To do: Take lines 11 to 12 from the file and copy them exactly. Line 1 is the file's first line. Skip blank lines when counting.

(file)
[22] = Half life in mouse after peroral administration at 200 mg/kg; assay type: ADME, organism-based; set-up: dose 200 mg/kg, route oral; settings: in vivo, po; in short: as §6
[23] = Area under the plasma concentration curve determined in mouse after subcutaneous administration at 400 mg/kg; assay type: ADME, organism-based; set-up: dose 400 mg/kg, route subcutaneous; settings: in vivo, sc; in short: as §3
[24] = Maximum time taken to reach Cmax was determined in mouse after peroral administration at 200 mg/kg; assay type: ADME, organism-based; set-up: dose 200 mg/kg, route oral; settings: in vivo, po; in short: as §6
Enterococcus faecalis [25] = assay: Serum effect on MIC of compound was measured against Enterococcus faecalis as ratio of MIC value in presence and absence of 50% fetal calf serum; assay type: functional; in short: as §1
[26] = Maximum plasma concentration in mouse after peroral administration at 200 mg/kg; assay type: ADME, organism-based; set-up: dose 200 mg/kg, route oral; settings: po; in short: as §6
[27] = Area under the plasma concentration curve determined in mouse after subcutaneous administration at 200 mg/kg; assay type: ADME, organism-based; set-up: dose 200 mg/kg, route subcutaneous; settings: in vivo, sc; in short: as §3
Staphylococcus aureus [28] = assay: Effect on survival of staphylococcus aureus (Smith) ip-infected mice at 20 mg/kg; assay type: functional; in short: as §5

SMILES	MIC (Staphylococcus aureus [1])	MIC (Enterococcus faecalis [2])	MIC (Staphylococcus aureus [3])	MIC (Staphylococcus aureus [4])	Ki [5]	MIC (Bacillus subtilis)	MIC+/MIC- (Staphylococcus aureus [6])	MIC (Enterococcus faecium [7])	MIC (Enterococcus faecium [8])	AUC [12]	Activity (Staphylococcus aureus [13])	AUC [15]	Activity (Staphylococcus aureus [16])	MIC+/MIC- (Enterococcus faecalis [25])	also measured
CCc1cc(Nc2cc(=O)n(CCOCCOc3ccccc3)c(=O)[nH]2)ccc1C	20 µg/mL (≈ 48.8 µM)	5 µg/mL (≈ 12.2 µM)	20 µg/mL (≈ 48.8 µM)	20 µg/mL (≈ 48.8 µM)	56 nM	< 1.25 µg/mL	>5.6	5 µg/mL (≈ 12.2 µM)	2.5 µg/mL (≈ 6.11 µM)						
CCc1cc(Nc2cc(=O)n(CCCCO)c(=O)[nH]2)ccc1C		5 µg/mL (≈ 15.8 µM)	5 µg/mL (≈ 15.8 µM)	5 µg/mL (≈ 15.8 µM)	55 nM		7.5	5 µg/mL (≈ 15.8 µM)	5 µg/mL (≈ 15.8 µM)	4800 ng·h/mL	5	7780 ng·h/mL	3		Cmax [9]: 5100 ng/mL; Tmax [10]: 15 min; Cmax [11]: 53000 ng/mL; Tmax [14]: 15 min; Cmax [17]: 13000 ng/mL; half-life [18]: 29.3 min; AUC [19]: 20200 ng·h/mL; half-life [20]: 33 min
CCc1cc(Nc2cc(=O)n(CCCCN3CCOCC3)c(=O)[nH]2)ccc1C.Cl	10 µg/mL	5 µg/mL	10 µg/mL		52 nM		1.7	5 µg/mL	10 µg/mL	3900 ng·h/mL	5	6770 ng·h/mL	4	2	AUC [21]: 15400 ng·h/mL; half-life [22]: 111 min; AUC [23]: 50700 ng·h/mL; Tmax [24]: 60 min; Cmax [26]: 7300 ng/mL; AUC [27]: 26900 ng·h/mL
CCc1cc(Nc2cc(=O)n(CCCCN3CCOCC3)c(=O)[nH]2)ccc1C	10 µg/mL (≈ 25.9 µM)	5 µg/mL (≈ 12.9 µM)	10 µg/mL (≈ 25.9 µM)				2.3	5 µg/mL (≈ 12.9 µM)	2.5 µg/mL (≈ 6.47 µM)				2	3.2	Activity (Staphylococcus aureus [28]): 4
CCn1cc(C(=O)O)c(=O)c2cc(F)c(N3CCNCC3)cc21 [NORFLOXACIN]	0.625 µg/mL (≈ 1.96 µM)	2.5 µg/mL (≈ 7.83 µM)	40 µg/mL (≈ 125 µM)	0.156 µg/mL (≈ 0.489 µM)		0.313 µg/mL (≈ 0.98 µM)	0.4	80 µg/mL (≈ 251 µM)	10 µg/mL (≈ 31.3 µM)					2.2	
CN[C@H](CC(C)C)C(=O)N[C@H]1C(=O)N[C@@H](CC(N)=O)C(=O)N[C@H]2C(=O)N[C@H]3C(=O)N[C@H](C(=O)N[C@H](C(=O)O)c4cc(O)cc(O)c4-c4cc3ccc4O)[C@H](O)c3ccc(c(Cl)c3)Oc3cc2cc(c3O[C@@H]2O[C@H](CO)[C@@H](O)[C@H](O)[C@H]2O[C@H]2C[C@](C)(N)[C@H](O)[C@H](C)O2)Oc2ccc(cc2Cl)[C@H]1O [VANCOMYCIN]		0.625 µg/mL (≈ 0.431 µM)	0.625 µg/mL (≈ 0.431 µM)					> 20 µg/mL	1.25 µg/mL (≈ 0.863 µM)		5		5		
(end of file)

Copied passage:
CCc1cc(Nc2cc(=O)n(CCCCN3CCOCC3)c(=O)[nH]2)ccc1C.Cl	10 µg/mL	5 µg/mL	10 µg/mL		52 nM		1.7	5 µg/mL	10 µg/mL	3900 ng·h/mL	5	6770 ng·h/mL	4	2	AUC [21]: 15400 ng·h/mL; half-life [22]: 111 min; AUC [23]: 50700 ng·h/mL; Tmax [24]: 60 min; Cmax [26]: 7300 ng/mL; AUC [27]: 26900 ng·h/mL
CCc1cc(Nc2cc(=O)n(CCCCN3CCOCC3)c(=O)[nH]2)ccc1C	10 µg/mL (≈ 25.9 µM)	5 µg/mL (≈ 12.9 µM)	10 µg/mL (≈ 25.9 µM)				2.3	5 µg/mL (≈ 12.9 µM)	2.5 µg/mL (≈ 6.47 µM)				2	3.2	Activity (Staphylococcus aureus [28]): 4